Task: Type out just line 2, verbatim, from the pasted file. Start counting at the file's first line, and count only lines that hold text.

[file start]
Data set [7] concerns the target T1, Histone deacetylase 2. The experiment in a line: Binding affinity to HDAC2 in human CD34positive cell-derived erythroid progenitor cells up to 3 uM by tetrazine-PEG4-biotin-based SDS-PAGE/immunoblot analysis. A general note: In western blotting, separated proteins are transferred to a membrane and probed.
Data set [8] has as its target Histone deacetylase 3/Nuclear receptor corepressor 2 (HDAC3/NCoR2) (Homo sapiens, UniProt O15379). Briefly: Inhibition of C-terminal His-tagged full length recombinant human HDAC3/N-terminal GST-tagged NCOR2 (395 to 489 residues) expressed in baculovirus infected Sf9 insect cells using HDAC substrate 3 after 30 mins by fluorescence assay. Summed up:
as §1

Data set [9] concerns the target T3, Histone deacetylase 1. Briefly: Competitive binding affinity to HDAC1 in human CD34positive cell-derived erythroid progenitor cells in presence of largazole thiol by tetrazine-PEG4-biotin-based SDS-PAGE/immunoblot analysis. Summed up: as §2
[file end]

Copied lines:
Data set [8] has as its target Histone deacetylase 3/Nuclear receptor corepressor 2 (HDAC3/NCoR2) (Homo sapiens, UniProt O15379). Briefly: Inhibition of C-terminal His-tagged full length recombinant human HDAC3/N-terminal GST-tagged NCOR2 (395 to 489 residues) expressed in baculovirus infected Sf9 insect cells using HDAC substrate 3 after 30 mins by fluorescence assay. Summed up: